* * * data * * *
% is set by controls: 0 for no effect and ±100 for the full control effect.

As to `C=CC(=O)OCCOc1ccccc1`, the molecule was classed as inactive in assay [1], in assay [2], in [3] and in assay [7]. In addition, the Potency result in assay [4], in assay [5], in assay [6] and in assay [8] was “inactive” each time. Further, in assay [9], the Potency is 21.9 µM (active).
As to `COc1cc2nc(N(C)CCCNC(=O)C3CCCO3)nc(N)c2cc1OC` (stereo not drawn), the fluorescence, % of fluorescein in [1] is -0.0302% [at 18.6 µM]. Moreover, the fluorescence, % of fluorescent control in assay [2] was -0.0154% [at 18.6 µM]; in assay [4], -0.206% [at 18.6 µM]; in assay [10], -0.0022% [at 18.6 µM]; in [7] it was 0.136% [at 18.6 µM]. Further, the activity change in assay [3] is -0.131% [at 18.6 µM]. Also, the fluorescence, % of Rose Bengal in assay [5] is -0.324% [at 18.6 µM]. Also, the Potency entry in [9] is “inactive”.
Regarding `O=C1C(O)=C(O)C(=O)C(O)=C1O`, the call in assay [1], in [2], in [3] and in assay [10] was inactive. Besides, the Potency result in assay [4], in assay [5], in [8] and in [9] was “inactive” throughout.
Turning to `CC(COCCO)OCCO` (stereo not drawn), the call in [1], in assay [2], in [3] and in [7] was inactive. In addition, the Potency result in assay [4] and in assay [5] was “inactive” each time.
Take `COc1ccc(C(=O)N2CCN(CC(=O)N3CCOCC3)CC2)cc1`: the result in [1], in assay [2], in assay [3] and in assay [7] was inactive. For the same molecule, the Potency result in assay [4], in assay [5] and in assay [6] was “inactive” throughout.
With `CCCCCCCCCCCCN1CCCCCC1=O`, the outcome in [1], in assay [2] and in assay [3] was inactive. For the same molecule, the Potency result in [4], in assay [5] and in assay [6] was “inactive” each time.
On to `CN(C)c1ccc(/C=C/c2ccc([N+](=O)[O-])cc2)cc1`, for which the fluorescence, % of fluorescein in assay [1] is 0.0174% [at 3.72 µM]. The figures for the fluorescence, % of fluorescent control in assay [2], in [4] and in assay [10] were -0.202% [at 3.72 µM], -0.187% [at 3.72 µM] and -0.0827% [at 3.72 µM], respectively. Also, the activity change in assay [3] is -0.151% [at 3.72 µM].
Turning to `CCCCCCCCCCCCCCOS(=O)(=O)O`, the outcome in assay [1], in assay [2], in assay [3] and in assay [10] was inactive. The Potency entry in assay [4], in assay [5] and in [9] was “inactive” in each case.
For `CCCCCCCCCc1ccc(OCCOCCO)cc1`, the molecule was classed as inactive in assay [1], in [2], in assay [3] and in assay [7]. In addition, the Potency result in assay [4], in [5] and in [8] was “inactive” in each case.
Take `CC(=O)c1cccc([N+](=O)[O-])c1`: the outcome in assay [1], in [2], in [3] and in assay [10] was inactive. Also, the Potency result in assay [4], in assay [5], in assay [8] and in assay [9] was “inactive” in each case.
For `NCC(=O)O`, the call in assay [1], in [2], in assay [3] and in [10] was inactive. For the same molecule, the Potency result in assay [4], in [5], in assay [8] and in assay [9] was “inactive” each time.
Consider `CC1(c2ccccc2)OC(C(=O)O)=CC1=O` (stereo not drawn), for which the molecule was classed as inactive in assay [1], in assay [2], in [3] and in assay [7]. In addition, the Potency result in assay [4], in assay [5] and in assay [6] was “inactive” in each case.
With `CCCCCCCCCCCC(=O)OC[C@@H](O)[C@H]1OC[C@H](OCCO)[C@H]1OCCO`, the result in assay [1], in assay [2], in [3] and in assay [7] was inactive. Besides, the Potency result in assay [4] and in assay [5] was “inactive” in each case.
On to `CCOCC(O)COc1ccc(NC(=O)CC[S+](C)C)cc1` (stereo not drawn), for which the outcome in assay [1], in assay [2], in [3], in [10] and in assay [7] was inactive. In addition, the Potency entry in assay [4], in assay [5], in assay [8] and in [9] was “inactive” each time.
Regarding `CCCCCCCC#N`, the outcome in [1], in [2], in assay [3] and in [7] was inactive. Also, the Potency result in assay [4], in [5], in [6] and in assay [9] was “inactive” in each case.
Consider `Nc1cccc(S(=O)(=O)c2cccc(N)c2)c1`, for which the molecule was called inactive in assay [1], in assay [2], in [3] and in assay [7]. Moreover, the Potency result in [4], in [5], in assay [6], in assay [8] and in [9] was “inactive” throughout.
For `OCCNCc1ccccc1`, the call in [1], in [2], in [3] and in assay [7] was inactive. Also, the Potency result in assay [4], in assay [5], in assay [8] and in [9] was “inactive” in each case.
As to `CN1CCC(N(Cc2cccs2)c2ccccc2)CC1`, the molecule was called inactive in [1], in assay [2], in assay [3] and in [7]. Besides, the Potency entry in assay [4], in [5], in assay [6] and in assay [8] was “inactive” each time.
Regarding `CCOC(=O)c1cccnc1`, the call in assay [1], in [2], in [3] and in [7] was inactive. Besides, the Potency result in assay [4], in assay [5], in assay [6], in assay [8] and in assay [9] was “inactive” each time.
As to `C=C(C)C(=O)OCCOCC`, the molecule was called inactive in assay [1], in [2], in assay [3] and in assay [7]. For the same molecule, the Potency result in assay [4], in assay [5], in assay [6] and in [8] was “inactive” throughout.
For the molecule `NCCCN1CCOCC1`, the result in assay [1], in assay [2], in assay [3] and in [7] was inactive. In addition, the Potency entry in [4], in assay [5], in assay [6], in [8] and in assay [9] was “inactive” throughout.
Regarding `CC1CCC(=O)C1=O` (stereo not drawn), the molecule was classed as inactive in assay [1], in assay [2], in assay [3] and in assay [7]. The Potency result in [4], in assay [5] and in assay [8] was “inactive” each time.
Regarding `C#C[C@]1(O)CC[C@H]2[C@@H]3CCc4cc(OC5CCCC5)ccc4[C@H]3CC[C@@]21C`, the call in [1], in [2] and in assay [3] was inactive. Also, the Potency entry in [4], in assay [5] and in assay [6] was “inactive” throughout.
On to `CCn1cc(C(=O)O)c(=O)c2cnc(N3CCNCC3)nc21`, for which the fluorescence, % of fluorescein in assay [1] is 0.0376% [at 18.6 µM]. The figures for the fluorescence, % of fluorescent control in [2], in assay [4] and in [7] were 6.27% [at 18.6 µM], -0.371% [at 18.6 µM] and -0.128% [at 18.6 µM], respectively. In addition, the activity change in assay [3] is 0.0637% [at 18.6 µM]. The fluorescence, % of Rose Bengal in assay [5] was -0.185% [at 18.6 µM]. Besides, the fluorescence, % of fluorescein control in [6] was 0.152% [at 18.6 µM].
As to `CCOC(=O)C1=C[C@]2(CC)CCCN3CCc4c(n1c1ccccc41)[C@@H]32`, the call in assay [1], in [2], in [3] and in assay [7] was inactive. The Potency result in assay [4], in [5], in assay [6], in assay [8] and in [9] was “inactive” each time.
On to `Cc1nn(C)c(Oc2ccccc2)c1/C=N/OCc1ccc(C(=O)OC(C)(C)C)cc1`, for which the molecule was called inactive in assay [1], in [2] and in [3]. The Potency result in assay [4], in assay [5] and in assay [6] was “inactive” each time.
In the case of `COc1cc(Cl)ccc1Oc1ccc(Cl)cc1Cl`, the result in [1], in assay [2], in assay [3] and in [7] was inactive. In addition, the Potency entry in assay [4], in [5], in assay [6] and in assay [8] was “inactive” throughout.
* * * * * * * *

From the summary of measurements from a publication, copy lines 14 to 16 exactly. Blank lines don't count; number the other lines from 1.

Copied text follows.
With `CCCCCCCCCCCC(=O)OC[C@@H](O)[C@H]1OC[C@H](OCCO)[C@H]1OCCO`, the result in assay [1], in assay [2], in [3] and in assay [7] was inactive. Besides, the Potency result in assay [4] and in assay [5] was “inactive” in each case.
On to `CCOCC(O)COc1ccc(NC(=O)CC[S+](C)C)cc1` (stereo not drawn), for which the outcome in assay [1], in assay [2], in [3], in [10] and in assay [7] was inactive. In addition, the Potency entry in assay [4], in assay [5], in assay [8] and in [9] was “inactive” each time.
Regarding `CCCCCCCC#N`, the outcome in [1], in [2], in assay [3] and in [7] was inactive. Also, the Potency result in assay [4], in [5], in [6] and in assay [9] was “inactive” in each case.